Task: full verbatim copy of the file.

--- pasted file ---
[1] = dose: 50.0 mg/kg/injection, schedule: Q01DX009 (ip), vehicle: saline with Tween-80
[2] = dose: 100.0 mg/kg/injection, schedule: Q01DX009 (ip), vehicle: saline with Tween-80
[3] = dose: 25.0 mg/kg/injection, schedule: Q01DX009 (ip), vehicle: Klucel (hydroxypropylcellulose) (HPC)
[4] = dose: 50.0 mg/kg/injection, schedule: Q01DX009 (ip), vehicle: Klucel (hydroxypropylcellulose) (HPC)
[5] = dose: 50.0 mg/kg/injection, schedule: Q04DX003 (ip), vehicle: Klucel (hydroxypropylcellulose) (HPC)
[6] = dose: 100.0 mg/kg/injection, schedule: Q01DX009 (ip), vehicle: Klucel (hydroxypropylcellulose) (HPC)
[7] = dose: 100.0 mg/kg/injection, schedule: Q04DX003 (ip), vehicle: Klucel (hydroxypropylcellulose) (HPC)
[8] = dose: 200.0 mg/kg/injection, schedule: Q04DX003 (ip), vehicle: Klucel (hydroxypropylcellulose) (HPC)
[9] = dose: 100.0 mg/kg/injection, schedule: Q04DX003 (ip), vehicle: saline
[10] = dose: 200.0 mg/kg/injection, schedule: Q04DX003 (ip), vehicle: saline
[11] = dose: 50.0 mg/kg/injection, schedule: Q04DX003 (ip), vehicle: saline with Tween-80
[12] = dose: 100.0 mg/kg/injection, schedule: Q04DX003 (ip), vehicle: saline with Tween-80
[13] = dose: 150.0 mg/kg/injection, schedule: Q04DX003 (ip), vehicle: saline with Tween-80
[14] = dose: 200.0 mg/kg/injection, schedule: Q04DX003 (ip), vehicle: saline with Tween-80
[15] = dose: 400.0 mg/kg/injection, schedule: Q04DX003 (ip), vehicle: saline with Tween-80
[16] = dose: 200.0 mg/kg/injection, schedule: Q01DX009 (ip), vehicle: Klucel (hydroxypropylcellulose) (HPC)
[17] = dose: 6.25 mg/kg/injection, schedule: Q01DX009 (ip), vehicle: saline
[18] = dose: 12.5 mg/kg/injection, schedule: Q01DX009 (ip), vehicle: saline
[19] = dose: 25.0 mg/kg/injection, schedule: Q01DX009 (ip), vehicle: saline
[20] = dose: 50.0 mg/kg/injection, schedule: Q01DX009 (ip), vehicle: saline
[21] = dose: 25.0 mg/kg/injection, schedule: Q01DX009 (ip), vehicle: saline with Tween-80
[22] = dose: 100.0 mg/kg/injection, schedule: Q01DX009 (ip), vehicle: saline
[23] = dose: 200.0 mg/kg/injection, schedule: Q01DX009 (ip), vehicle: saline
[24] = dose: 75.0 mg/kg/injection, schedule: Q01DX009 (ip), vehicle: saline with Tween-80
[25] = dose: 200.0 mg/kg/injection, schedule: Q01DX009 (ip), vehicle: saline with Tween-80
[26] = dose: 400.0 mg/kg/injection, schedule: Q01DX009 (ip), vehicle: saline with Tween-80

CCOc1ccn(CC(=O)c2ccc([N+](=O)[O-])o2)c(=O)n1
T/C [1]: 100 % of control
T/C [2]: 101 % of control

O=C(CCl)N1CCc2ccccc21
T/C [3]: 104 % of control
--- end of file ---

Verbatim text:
[1] = dose: 50.0 mg/kg/injection, schedule: Q01DX009 (ip), vehicle: saline with Tween-80
[2] = dose: 100.0 mg/kg/injection, schedule: Q01DX009 (ip), vehicle: saline with Tween-80
[3] = dose: 25.0 mg/kg/injection, schedule: Q01DX009 (ip), vehicle: Klucel (hydroxypropylcellulose) (HPC)
[4] = dose: 50.0 mg/kg/injection, schedule: Q01DX009 (ip), vehicle: Klucel (hydroxypropylcellulose) (HPC)
[5] = dose: 50.0 mg/kg/injection, schedule: Q04DX003 (ip), vehicle: Klucel (hydroxypropylcellulose) (HPC)
[6] = dose: 100.0 mg/kg/injection, schedule: Q01DX009 (ip), vehicle: Klucel (hydroxypropylcellulose) (HPC)
[7] = dose: 100.0 mg/kg/injection, schedule: Q04DX003 (ip), vehicle: Klucel (hydroxypropylcellulose) (HPC)
[8] = dose: 200.0 mg/kg/injection, schedule: Q04DX003 (ip), vehicle: Klucel (hydroxypropylcellulose) (HPC)
[9] = dose: 100.0 mg/kg/injection, schedule: Q04DX003 (ip), vehicle: saline
[10] = dose: 200.0 mg/kg/injection, schedule: Q04DX003 (ip), vehicle: saline
[11] = dose: 50.0 mg/kg/injection, schedule: Q04DX003 (ip), vehicle: saline with Tween-80
[12] = dose: 100.0 mg/kg/injection, schedule: Q04DX003 (ip), vehicle: saline with Tween-80
[13] = dose: 150.0 mg/kg/injection, schedule: Q04DX003 (ip), vehicle: saline with Tween-80
[14] = dose: 200.0 mg/kg/injection, schedule: Q04DX003 (ip), vehicle: saline with Tween-80
[15] = dose: 400.0 mg/kg/injection, schedule: Q04DX003 (ip), vehicle: saline with Tween-80
[16] = dose: 200.0 mg/kg/injection, schedule: Q01DX009 (ip), vehicle: Klucel (hydroxypropylcellulose) (HPC)
[17] = dose: 6.25 mg/kg/injection, schedule: Q01DX009 (ip), vehicle: saline
[18] = dose: 12.5 mg/kg/injection, schedule: Q01DX009 (ip), vehicle: saline
[19] = dose: 25.0 mg/kg/injection, schedule: Q01DX009 (ip), vehicle: saline
[20] = dose: 50.0 mg/kg/injection, schedule: Q01DX009 (ip), vehicle: saline
[21] = dose: 25.0 mg/kg/injection, schedule: Q01DX009 (ip), vehicle: saline with Tween-80
[22] = dose: 100.0 mg/kg/injection, schedule: Q01DX009 (ip), vehicle: saline
[23] = dose: 200.0 mg/kg/injection, schedule: Q01DX009 (ip), vehicle: saline
[24] = dose: 75.0 mg/kg/injection, schedule: Q01DX009 (ip), vehicle: saline with Tween-80
[25] = dose: 200.0 mg/kg/injection, schedule: Q01DX009 (ip), vehicle: saline with Tween-80
[26] = dose: 400.0 mg/kg/injection, schedule: Q01DX009 (ip), vehicle: saline with Tween-80

CCOc1ccn(CC(=O)c2ccc([N+](=O)[O-])o2)c(=O)n1
T/C [1]: 100 % of control
T/C [2]: 101 % of control

O=C(CCl)N1CCc2ccccc21
T/C [3]: 104 % of control